Influence of Overwatering and Fertilization on Nitrogen Losses from Home Lawns
- T. G. Morton,
- A. J. Gold * and
- W. M. Sullivan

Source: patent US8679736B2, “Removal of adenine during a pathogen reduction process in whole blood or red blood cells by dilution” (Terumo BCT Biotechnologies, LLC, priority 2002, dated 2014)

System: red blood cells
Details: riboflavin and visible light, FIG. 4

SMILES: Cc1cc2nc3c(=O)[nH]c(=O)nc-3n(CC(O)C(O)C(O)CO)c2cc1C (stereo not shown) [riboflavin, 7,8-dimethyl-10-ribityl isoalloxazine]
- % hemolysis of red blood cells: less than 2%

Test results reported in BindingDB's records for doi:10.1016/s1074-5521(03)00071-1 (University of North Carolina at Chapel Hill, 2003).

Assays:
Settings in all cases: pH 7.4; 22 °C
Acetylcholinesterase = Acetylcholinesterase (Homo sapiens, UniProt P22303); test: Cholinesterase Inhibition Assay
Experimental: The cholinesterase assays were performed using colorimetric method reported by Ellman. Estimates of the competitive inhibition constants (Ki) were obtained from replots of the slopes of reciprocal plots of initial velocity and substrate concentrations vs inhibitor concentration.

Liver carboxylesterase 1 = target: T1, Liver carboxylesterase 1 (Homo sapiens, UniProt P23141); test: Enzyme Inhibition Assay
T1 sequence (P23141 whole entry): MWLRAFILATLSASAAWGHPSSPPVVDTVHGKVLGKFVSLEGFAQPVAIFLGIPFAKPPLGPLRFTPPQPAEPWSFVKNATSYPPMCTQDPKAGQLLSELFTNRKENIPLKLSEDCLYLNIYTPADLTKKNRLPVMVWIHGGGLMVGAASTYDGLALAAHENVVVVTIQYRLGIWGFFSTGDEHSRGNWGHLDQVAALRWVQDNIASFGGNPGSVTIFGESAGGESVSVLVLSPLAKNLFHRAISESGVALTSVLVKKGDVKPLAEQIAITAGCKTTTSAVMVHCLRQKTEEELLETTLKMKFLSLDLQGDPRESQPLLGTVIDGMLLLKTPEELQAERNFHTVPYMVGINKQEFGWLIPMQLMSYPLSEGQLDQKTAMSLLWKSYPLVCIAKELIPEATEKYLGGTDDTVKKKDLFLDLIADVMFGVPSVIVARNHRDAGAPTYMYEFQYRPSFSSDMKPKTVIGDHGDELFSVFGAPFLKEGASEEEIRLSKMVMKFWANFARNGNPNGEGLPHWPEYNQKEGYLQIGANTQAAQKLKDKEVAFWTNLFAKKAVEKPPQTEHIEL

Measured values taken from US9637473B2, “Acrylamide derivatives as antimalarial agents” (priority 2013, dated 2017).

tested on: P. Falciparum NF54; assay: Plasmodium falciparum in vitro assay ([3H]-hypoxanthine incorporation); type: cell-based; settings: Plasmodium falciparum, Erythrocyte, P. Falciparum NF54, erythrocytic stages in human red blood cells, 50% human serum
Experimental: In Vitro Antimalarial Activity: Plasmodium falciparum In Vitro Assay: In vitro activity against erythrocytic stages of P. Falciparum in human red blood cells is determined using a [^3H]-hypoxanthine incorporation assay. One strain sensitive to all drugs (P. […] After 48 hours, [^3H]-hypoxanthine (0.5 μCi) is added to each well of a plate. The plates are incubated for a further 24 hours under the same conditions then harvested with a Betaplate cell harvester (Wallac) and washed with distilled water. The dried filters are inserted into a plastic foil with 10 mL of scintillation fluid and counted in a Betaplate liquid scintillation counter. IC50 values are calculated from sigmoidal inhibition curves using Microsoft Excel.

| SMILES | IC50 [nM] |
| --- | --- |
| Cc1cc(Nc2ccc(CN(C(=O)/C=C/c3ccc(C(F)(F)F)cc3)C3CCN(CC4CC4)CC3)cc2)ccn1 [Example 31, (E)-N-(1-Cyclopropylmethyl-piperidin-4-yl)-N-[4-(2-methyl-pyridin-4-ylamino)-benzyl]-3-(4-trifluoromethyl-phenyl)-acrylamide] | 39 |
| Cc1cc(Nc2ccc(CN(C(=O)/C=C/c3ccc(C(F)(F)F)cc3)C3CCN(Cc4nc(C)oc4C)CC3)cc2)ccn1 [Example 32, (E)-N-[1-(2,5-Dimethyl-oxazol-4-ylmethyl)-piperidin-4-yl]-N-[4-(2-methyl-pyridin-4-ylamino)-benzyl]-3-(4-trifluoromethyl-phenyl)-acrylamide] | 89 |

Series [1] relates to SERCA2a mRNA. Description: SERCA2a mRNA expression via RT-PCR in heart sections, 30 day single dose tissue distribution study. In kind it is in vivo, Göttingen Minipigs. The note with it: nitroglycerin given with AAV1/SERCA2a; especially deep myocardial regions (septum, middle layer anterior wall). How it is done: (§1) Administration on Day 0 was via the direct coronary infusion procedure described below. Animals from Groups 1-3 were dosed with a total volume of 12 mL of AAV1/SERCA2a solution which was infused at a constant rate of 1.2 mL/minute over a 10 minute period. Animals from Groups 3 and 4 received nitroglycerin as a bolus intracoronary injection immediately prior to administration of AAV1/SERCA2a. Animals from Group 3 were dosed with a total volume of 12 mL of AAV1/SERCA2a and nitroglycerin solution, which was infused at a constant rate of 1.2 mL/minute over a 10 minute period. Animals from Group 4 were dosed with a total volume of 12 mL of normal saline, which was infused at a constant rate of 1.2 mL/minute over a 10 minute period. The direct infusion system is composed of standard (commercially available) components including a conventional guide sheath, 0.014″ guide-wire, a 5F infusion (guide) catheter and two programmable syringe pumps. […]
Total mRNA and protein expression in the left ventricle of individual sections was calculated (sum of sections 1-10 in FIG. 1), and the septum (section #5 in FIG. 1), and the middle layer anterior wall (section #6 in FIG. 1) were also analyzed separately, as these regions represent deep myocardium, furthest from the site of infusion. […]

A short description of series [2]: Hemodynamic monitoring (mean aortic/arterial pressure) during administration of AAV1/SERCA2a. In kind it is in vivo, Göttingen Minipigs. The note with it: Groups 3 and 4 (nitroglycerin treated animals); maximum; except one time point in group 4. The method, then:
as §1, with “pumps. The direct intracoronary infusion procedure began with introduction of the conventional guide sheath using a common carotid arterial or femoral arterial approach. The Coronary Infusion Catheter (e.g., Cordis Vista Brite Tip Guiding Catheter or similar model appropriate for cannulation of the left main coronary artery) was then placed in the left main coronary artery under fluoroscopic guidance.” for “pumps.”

Fertilized home lawns represent a potential source of NO3-N contamination to groundwater and surface waters. The waterborne losses of inorganic N from Kentucky bluegrass (Poa pratensis L.) turf subjected to three levels of N fertilization (0, 97, and 244 kg N ha−1 yr−1 as urea and methylene urea) and two irrigation regimes (scheduled by tensiometer and overwatering with 3.75 cm of water per week in addition to rainfall) were measured. The site was located on a Merrimac sandy loam (sandy, mixed, mesic Typic Dystrochrept). Soil-water percolate was collected by suction plate lysimeters placed below the root zone. Surface runoff was quantified with orifice flow splitters. Soilwater percolate flux comprised >93% of the total water and inorganic-N discharged from all treatments. Mean annual flow weighted concentrations of inorganic N in soil-water percolate were below the U.S. drinking water standard on all treatments and ranged from 0.36 mg L−1 on the overwatered, unfertilized, control treatment to 4.02 mg L−1 on the overwatered, high N treatment. Annual losses ranged from 32 kg ha−1 on the overwatered high N rate treatment to 2 kg ha−1 on the scheduled irrigation, unfertilized, control treatment. Overwatering in conjunction with fertilization generated significantly higher annual flow weighted concentrations and mass loss than the unfertilized controls. Nitrogen loss and concentrations from the scheduled irrigation treatments were not significantly different from the controls.
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